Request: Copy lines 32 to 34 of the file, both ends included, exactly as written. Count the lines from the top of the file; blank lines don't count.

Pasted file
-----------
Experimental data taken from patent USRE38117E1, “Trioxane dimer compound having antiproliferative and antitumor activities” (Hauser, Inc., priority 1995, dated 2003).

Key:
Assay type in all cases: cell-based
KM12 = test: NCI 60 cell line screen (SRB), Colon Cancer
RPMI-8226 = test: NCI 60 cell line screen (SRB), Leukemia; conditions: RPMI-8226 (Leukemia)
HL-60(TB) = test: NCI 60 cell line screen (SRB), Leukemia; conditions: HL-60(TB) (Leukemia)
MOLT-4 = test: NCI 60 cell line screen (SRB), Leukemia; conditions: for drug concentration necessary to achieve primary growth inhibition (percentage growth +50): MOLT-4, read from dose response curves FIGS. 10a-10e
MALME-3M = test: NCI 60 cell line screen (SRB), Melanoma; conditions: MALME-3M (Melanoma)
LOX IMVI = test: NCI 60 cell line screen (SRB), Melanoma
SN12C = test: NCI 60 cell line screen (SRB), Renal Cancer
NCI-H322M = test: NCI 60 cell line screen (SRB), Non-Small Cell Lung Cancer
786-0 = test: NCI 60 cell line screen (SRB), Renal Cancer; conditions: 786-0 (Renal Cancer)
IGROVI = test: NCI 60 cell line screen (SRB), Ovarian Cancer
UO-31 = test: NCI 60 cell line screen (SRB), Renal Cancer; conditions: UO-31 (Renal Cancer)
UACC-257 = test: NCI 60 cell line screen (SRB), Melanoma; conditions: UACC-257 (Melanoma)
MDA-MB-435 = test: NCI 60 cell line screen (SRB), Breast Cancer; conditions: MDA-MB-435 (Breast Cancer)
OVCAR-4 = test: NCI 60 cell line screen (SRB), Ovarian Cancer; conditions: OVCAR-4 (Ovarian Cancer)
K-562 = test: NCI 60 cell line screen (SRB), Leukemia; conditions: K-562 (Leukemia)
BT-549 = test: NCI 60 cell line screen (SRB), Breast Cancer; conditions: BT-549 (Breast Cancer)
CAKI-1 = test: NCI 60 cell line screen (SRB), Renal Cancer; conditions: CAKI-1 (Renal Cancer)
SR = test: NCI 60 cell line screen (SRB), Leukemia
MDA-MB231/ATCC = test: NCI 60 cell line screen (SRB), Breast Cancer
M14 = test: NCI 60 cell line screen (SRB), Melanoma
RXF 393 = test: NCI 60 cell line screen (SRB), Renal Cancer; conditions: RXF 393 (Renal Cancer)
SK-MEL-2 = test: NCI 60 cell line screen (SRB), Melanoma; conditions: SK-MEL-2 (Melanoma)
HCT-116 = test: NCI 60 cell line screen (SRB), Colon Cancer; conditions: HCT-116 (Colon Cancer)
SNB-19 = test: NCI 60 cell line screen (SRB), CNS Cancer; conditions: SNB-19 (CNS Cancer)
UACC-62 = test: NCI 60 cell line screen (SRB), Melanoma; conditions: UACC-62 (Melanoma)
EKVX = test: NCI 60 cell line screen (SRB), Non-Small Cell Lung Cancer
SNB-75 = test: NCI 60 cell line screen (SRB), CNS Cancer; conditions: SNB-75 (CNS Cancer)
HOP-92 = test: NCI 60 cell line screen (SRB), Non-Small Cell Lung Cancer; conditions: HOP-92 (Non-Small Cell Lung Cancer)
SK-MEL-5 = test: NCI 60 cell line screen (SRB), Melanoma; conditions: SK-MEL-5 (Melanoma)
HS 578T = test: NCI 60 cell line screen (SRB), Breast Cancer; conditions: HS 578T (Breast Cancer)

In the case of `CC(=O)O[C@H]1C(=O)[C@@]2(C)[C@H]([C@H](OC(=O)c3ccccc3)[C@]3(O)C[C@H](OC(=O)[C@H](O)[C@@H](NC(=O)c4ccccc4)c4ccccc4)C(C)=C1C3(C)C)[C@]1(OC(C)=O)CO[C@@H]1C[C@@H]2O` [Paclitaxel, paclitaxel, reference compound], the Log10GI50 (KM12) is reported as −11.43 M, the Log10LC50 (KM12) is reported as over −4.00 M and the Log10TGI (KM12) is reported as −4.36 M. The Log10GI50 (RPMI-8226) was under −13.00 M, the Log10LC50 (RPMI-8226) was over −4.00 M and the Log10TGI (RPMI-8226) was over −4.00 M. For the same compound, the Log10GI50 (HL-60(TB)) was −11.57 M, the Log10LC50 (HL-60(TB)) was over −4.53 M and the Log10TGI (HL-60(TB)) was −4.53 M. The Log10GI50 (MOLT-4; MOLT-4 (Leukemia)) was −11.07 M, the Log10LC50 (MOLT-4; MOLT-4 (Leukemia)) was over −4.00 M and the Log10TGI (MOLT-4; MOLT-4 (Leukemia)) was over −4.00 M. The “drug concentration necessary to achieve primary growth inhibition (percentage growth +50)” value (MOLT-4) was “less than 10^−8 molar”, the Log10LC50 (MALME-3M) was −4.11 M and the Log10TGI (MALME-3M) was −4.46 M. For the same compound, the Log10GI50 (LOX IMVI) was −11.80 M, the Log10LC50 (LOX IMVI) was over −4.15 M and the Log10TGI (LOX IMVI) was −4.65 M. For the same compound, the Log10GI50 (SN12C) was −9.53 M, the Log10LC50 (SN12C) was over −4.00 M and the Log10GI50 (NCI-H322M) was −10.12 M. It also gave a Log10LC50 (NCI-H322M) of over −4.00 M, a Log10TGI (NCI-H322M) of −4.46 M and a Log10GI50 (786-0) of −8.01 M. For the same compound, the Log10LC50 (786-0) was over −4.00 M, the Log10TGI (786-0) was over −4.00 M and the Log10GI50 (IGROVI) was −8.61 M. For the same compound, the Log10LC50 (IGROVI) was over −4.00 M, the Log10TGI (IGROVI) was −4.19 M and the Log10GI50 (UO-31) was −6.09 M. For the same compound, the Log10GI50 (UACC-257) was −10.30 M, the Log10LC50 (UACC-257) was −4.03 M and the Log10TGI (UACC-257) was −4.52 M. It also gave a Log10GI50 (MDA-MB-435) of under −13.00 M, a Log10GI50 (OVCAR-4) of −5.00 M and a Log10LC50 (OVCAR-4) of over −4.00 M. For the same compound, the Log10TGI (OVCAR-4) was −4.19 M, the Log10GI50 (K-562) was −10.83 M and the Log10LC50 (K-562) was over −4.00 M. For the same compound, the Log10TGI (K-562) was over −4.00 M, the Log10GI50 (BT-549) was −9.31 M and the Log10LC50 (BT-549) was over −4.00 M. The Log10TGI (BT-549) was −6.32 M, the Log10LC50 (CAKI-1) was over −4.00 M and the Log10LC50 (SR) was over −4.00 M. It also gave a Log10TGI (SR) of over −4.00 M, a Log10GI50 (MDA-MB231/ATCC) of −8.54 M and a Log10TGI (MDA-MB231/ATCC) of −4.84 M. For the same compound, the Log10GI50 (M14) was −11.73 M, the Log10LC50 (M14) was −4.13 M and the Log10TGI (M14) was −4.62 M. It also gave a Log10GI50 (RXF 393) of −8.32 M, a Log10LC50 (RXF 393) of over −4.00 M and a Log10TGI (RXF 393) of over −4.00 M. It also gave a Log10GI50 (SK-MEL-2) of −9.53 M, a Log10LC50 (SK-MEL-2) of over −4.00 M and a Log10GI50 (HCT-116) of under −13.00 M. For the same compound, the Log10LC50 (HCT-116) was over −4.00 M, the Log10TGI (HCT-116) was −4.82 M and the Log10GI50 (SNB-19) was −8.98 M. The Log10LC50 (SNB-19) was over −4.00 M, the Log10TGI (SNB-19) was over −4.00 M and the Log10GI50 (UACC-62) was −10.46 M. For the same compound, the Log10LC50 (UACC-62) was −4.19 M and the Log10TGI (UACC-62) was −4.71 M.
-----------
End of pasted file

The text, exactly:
SK-MEL-5 = test: NCI 60 cell line screen (SRB), Melanoma; conditions: SK-MEL-5 (Melanoma)
HS 578T = test: NCI 60 cell line screen (SRB), Breast Cancer; conditions: HS 578T (Breast Cancer)

In the case of `CC(=O)O[C@H]1C(=O)[C@@]2(C)[C@H]([C@H](OC(=O)c3ccccc3)[C@]3(O)C[C@H](OC(=O)[C@H](O)[C@@H](NC(=O)c4ccccc4)c4ccccc4)C(C)=C1C3(C)C)[C@]1(OC(C)=O)CO[C@@H]1C[C@@H]2O` [Paclitaxel, paclitaxel, reference compound], the Log10GI50 (KM12) is reported as −11.43 M, the Log10LC50 (KM12) is reported as over −4.00 M and the Log10TGI (KM12) is reported as −4.36 M. The Log10GI50 (RPMI-8226) was under −13.00 M, the Log10LC50 (RPMI-8226) was over −4.00 M and the Log10TGI (RPMI-8226) was over −4.00 M. For the same compound, the Log10GI50 (HL-60(TB)) was −11.57 M, the Log10LC50 (HL-60(TB)) was over −4.53 M and the Log10TGI (HL-60(TB)) was −4.53 M. The Log10GI50 (MOLT-4; MOLT-4 (Leukemia)) was −11.07 M, the Log10LC50 (MOLT-4; MOLT-4 (Leukemia)) was over −4.00 M and the Log10TGI (MOLT-4; MOLT-4 (Leukemia)) was over −4.00 M. The “drug concentration necessary to achieve primary growth inhibition (percentage growth +50)” value (MOLT-4) was “less than 10^−8 molar”, the Log10LC50 (MALME-3M) was −4.11 M and the Log10TGI (MALME-3M) was −4.46 M. For the same compound, the Log10GI50 (LOX IMVI) was −11.80 M, the Log10LC50 (LOX IMVI) was over −4.15 M and the Log10TGI (LOX IMVI) was −4.65 M. For the same compound, the Log10GI50 (SN12C) was −9.53 M, the Log10LC50 (SN12C) was over −4.00 M and the Log10GI50 (NCI-H322M) was −10.12 M. It also gave a Log10LC50 (NCI-H322M) of over −4.00 M, a Log10TGI (NCI-H322M) of −4.46 M and a Log10GI50 (786-0) of −8.01 M. For the same compound, the Log10LC50 (786-0) was over −4.00 M, the Log10TGI (786-0) was over −4.00 M and the Log10GI50 (IGROVI) was −8.61 M. For the same compound, the Log10LC50 (IGROVI) was over −4.00 M, the Log10TGI (IGROVI) was −4.19 M and the Log10GI50 (UO-31) was −6.09 M. For the same compound, the Log10GI50 (UACC-257) was −10.30 M, the Log10LC50 (UACC-257) was −4.03 M and the Log10TGI (UACC-257) was −4.52 M. It also gave a Log10GI50 (MDA-MB-435) of under −13.00 M, a Log10GI50 (OVCAR-4) of −5.00 M and a Log10LC50 (OVCAR-4) of over −4.00 M. For the same compound, the Log10TGI (OVCAR-4) was −4.19 M, the Log10GI50 (K-562) was −10.83 M and the Log10LC50 (K-562) was over −4.00 M. For the same compound, the Log10TGI (K-562) was over −4.00 M, the Log10GI50 (BT-549) was −9.31 M and the Log10LC50 (BT-549) was over −4.00 M. The Log10TGI (BT-549) was −6.32 M, the Log10LC50 (CAKI-1) was over −4.00 M and the Log10LC50 (SR) was over −4.00 M. It also gave a Log10TGI (SR) of over −4.00 M, a Log10GI50 (MDA-MB231/ATCC) of −8.54 M and a Log10TGI (MDA-MB231/ATCC) of −4.84 M. For the same compound, the Log10GI50 (M14) was −11.73 M, the Log10LC50 (M14) was −4.13 M and the Log10TGI (M14) was −4.62 M. It also gave a Log10GI50 (RXF 393) of −8.32 M, a Log10LC50 (RXF 393) of over −4.00 M and a Log10TGI (RXF 393) of over −4.00 M. It also gave a Log10GI50 (SK-MEL-2) of −9.53 M, a Log10LC50 (SK-MEL-2) of over −4.00 M and a Log10GI50 (HCT-116) of under −13.00 M. For the same compound, the Log10LC50 (HCT-116) was over −4.00 M, the Log10TGI (HCT-116) was −4.82 M and the Log10GI50 (SNB-19) was −8.98 M. The Log10LC50 (SNB-19) was over −4.00 M, the Log10TGI (SNB-19) was over −4.00 M and the Log10GI50 (UACC-62) was −10.46 M. For the same compound, the Log10LC50 (UACC-62) was −4.19 M and the Log10TGI (UACC-62) was −4.71 M.